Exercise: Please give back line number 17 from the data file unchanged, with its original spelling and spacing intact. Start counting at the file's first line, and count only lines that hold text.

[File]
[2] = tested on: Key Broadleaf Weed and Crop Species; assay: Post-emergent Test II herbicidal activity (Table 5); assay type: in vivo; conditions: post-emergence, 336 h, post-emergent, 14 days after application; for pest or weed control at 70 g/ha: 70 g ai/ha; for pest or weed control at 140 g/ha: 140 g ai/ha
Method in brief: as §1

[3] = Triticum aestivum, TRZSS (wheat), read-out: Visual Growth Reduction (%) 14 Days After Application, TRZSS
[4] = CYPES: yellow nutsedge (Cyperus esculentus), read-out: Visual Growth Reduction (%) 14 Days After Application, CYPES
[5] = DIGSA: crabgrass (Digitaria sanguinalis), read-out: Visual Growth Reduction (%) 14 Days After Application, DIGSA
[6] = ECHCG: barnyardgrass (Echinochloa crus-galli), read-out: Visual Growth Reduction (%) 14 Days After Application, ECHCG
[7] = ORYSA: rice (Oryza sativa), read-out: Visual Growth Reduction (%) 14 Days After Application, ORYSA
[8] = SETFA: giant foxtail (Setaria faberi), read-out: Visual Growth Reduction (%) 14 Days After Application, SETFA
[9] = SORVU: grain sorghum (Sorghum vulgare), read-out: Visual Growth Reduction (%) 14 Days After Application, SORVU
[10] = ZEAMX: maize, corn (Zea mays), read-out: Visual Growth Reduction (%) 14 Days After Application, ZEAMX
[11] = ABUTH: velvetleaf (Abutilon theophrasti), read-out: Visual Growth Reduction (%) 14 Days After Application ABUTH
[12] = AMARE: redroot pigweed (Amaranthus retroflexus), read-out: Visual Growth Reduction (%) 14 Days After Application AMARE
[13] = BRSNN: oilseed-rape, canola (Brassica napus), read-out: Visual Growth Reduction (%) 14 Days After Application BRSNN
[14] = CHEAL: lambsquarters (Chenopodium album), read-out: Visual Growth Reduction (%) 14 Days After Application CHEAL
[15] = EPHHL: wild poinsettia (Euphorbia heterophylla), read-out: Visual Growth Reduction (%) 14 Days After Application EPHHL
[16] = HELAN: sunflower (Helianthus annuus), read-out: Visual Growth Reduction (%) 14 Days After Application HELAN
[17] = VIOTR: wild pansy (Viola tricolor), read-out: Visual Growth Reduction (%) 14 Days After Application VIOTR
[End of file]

[17] = VIOTR: wild pansy (Viola tricolor), read-out: Visual Growth Reduction (%) 14 Days After Application VIOTR